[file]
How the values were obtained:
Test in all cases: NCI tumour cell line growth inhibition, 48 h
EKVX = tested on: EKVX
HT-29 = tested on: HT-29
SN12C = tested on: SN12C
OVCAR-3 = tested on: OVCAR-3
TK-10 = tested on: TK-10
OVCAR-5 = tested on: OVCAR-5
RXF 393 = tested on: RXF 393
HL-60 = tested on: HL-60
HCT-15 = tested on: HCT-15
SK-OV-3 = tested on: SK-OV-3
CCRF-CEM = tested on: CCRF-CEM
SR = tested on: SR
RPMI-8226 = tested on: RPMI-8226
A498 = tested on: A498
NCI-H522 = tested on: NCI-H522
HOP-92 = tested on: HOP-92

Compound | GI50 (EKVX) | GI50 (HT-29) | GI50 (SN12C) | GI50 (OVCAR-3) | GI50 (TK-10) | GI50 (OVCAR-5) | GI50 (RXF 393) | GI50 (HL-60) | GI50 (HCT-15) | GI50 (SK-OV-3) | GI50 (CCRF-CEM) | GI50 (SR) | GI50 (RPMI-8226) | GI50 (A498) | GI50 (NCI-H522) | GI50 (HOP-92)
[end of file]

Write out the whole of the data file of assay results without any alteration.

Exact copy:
How the values were obtained:
Test in all cases: NCI tumour cell line growth inhibition, 48 h
EKVX = tested on: EKVX
HT-29 = tested on: HT-29
SN12C = tested on: SN12C
OVCAR-3 = tested on: OVCAR-3
TK-10 = tested on: TK-10
OVCAR-5 = tested on: OVCAR-5
RXF 393 = tested on: RXF 393
HL-60 = tested on: HL-60
HCT-15 = tested on: HCT-15
SK-OV-3 = tested on: SK-OV-3
CCRF-CEM = tested on: CCRF-CEM
SR = tested on: SR
RPMI-8226 = tested on: RPMI-8226
A498 = tested on: A498
NCI-H522 = tested on: NCI-H522
HOP-92 = tested on: HOP-92

Compound | GI50 (EKVX) | GI50 (HT-29) | GI50 (SN12C) | GI50 (OVCAR-3) | GI50 (TK-10) | GI50 (OVCAR-5) | GI50 (RXF 393) | GI50 (HL-60) | GI50 (HCT-15) | GI50 (SK-OV-3) | GI50 (CCRF-CEM) | GI50 (SR) | GI50 (RPMI-8226) | GI50 (A498) | GI50 (NCI-H522) | GI50 (HOP-92)